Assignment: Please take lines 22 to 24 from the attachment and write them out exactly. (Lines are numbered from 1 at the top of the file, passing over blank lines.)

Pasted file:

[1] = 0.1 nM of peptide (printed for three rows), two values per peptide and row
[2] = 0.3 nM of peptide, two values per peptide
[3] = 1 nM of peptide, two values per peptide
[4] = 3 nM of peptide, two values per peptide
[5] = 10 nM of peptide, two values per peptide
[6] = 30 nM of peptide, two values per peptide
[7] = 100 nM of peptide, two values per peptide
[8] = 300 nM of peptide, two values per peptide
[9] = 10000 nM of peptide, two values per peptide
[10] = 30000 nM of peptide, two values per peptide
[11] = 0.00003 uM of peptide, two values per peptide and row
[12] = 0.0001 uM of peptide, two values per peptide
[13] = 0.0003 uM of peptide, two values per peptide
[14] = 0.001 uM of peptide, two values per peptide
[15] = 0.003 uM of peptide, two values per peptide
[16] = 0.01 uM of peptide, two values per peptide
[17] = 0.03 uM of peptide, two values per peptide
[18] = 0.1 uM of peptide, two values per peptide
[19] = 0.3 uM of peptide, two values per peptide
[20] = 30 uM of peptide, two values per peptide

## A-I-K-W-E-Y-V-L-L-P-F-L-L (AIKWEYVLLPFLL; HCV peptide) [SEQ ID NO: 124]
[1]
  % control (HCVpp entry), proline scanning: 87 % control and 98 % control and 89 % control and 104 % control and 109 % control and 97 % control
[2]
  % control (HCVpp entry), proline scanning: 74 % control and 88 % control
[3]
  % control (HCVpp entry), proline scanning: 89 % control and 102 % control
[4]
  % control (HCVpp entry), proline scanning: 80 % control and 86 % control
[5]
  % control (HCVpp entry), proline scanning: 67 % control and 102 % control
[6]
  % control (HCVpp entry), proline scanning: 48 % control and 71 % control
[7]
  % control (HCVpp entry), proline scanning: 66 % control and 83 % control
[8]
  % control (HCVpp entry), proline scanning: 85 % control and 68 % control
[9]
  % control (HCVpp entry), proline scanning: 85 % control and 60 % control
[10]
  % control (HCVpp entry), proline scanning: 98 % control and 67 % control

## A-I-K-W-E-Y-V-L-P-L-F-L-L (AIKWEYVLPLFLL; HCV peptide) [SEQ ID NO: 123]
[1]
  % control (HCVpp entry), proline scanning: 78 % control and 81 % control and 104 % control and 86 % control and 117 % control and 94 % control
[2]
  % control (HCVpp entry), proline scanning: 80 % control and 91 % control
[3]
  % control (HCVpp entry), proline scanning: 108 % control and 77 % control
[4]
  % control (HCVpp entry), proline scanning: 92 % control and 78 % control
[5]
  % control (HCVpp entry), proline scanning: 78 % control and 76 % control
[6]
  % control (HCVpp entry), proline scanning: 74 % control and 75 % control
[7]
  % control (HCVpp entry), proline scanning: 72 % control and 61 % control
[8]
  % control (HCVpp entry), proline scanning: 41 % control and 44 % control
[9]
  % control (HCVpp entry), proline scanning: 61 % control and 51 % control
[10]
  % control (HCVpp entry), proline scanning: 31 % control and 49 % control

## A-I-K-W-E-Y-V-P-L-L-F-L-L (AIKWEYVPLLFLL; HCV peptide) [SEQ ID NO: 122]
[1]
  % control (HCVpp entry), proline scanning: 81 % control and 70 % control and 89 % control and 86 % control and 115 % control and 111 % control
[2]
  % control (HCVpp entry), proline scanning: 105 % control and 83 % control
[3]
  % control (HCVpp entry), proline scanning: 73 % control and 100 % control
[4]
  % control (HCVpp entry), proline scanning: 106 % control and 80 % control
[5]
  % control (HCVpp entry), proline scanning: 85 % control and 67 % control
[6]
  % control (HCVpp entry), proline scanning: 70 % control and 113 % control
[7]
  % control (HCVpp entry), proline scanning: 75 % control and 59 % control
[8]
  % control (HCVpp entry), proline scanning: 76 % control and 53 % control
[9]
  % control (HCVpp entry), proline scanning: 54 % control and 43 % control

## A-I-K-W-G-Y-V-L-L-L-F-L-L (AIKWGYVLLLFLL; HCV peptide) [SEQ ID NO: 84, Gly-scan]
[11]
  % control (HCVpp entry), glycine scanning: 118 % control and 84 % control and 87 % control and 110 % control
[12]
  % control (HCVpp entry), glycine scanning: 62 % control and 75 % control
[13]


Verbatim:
[1]
  % control (HCVpp entry), proline scanning: 87 % control and 98 % control and 89 % control and 104 % control and 109 % control and 97 % control
[2]